[Marxism] Ahmad Chalabi at the New York Tun

Walter Lippmann walterlx at earthlink.net
Mon Nov 14 06:04:15 MST 2005

OK. Normally I wouldn't recommend the NY Sun for any thing related
to Cuba, and Marti scholars may find reasons to comment or correct
this, but here the NY Sun, home to the likes of Nat Hentoff and the
rest of the bash-Cuba claque, takes a look back at the New York Times
and how it looked at Cuba's independence apostle Jose Marti, with the
same derision, more or less, that the New York Slimes looks at Cuba's
Fidel Castro today. That, of course, is not one of the points which
are made here by the New York Sun. Keep in mind that while Jose Marti
lived and worked in the United States for many years, it would be an
impossible flight of imagination to think that he was somehow then an
"asset" for the United States foreign intelligence operations as was
Ahmad Chalabi. Anyway, this is worth reading, inspite of itself...

Walter Lippmann, CubaNews

November 14, 2005 Edition > Section: Editorials 

New York Sun Staff Editorial
November 14, 2005
URL: http://www.nysun.com/article/23002		

When the deputy prime minister of a Free Iraq, Ahmad Chalabi, stopped
by our offices late Friday, we invited him to take a seat in front of
the portrait of the editor who built the Sun, Charles A. Dana. For it
turns out that Dana, who bought the Sun after riding with U.S. Grant
to preserve the Union, had great sympathy for those foreigners who
aspired to democracy in their own lands and looked to America for
inspiration and backing. Dana had taken a particular liking to the
Cuban patriot Jose Marti, who for part of his struggle for Cuba Libre
operated from a desk in the newsroom of the Sun over on Broadway.
Watching Mr. Chalabi across the editorial table, we couldn't help
thinking that Dana would have had a similar admiration for Mr.
Chalabi and his cause.

We'd first met him in 1998 at a dinner with Robert L. Bartley of the
Wall Street Journal, who, as a visionary editor in the mold of Dana,
recognized early where Mr. Chalabi was going. On Friday, Mr. Chalabi
had just come from Washington, where his meetings included
substantive discussions with Condoleezza Rice, who heads a state
department where Mr. Chalabi was once persona non grata, a department
which, until President Bush put his own person at the helm of it,
had, like the CIA, done so much to undermine Mr. Chalabi and to
stymie his rise to power. The Iraqi leader was also buoyed by his
meeting, here in New York, with the Council on Foreign Relations,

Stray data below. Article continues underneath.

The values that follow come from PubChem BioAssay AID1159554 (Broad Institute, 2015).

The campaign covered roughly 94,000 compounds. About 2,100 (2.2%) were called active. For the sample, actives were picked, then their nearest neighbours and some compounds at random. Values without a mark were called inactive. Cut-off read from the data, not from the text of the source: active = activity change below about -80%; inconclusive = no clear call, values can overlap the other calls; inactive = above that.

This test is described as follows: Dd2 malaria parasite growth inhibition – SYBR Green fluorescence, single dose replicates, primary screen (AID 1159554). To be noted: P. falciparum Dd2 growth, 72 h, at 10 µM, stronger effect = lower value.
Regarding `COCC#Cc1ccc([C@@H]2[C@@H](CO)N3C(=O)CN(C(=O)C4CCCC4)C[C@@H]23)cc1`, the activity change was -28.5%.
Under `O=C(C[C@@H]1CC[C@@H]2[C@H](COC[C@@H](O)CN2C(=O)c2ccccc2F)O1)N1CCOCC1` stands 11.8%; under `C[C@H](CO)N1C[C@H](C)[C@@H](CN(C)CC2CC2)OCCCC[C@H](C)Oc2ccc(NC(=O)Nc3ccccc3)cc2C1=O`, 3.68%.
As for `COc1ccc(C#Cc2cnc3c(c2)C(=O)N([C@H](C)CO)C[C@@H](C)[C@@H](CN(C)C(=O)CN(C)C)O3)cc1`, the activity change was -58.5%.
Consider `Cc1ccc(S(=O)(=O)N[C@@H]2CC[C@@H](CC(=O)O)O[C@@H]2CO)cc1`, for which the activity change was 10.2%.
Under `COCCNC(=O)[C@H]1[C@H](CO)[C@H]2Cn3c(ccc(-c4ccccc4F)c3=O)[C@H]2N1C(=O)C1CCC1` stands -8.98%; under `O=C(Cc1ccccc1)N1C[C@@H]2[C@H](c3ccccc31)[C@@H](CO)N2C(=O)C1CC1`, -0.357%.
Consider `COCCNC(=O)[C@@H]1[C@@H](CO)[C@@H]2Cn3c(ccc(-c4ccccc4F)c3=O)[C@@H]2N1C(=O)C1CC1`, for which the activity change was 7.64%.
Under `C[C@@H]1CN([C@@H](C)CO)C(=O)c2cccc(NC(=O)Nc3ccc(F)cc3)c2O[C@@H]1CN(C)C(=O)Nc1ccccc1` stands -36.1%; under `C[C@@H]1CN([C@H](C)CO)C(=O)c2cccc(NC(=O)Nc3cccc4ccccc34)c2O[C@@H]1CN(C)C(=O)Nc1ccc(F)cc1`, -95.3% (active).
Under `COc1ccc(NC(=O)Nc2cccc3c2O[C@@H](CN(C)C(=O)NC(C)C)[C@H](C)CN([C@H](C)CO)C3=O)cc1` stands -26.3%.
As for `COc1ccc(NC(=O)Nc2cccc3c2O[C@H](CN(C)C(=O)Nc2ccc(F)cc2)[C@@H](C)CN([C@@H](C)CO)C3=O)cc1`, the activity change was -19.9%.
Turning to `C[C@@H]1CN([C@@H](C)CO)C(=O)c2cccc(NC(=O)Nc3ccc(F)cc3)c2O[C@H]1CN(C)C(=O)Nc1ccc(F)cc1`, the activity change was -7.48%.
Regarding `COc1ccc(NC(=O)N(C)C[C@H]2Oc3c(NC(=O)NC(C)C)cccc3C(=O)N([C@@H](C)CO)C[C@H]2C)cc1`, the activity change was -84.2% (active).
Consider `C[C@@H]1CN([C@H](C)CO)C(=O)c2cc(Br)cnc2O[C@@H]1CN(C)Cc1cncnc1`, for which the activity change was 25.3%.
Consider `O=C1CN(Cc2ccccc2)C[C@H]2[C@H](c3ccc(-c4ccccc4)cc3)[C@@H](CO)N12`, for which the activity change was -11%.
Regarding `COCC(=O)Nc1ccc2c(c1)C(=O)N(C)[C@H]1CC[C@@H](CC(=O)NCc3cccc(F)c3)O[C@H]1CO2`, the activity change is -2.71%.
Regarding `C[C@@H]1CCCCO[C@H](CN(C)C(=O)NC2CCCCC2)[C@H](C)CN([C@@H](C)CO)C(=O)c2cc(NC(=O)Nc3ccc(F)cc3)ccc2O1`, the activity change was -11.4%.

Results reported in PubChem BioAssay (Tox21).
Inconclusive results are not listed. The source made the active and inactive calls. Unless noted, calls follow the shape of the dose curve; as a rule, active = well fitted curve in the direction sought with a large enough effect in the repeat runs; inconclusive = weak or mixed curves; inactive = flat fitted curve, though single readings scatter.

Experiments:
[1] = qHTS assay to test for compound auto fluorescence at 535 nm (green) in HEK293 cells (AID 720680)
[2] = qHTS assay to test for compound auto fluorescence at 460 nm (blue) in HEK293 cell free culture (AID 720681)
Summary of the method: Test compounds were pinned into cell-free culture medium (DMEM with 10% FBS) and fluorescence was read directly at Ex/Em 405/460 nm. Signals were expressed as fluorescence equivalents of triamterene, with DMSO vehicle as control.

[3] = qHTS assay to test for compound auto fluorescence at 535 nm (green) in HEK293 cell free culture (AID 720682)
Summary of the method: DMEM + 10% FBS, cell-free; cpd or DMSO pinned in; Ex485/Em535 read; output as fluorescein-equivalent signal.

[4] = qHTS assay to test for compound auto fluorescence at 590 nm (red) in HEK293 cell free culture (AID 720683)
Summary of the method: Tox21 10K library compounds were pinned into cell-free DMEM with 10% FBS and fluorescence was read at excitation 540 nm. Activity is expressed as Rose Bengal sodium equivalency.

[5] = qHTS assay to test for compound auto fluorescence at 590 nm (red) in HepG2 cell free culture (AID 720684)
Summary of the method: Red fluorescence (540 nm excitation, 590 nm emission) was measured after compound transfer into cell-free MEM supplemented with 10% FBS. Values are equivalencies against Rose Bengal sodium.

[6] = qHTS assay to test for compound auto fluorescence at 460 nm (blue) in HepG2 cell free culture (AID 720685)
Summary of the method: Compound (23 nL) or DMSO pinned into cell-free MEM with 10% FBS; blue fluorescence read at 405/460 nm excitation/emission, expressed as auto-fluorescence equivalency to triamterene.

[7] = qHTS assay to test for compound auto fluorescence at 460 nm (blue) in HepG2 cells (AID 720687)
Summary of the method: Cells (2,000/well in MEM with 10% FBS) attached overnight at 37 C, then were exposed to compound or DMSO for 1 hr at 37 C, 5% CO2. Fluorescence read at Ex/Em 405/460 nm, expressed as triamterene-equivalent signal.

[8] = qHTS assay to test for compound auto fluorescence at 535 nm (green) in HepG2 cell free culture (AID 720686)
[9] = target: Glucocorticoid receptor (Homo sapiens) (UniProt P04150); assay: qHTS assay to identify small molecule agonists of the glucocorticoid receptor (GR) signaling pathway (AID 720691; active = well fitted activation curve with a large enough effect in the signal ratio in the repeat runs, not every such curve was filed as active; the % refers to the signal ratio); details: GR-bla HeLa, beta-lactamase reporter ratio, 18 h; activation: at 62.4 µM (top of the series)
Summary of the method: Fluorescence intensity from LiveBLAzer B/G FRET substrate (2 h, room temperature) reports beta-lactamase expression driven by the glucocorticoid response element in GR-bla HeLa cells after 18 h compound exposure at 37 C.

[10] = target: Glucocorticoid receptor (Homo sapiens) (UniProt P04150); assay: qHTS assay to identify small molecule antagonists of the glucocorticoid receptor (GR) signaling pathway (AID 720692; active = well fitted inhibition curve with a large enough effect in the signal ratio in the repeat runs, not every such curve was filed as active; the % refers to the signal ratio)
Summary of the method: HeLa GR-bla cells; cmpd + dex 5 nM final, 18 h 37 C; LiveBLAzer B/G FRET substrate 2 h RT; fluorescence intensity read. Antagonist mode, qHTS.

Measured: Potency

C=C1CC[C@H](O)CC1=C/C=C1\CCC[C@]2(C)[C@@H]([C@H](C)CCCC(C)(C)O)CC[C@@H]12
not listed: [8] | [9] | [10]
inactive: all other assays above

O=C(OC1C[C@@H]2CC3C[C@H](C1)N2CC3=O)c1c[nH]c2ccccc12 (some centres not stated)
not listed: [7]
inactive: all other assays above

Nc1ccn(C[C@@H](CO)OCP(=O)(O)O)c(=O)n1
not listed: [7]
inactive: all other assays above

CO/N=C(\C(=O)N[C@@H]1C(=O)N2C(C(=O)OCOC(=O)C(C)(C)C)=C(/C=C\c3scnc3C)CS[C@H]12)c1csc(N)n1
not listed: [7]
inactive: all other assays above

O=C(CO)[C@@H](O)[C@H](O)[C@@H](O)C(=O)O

whose magazine, Foreign Affairs, has contributed to the sneering at
Mr. Chalabi that has emanated from the foreign policy establishment.

At every stop Mr. Chalabi found himself given a friendly reception
and engaged in serious discussions. No doubt that is a reflection of
the transformative power of democracy, even a democracy springing
from heretofore arid soil. Mr. Chalabi, of whom the foreign affairs
columnist of the New York Times, Thomas Friedman, once boasted he'd
never made the acquaintance, today is one of the highest ranking
freely elected figures in the Middle East. Yet even today, the New
York Times continues to deride Mr. Chalabi and his movement. Its
editorial last week, calling Mr. Chalabi a "multiply discredited
schemer," is one of the most disgraceful it has ever published. It
prompted us to go back to see what the Times said about Jose Marti.

Well, it turns out that the Times was full of derision for Marti,
too. On June 1, 1895, after Marti died heroically in battle, the
Times issued a dispatch from its special correspondent in Havana,
under the headline "Impression of Marti's Death." It mocked him as
the "so-called President of the Cuban Republic," saying he'd prepared
the revolution "in spite of the little aid which he could find in
Cuba every time he had attempted to create a revolutionary movement."
It called him a "commonplace poet and writer, a prolix orator of
diffuse style..." The separatists, it sneered,"lacking a chief having
any prestige at all, gave him their money."

The Times conceded that it would be "unjust to deny" that Marti "had
remarkable tenacity, activity, and perseverance. Perhaps he was also
a man of conviction, as his friends assure." But it said that "he
must be severely judged." Complained the Times: "To put into
turbulence a country which asked for nothing but peace and work, to
expose it to a ferocious race, thinking always of revenge against the
whites, to light the fires of civil war, pillage under the pretext of
'Cuba libre,' and put obstacles in the way of reforms which had been
demanded for years, are not acts that claim indulgence." It went on
to gripe of Marti: "To sustain the revolution he had recourse to all
sorts of means: lies, false news, calumny."

Well, if that sounds like some early version of Frank Rich or Maureen
Dowd, let us remember history has a way of playing tricks on us all.
Marti is now acclaimed the world over as a hero in the struggle for
freedom. Our own lengthening span in newspaper work has given us
ample chance to observe that democrats in exile face all sorts of
indignities. Mr. Chalabi suffered his with humor, grace, grit, and
sagacity. It was just wonderful to see him now in a moment of
triumph, to hear him articulate his appreciation of America and the
sacrifices Americans have made to help his country, to see that he is
a man without bitterness, and to hear that he is not asking for more
G.I.s but for support for his nation's sovereignty, proud of his
constitution, looking forward to the next elections, and warming to
the business of government at home and abroad. We're only sad that
Charles Dana - and, for that matter, Bob Bartley - couldn't have been
there in person.

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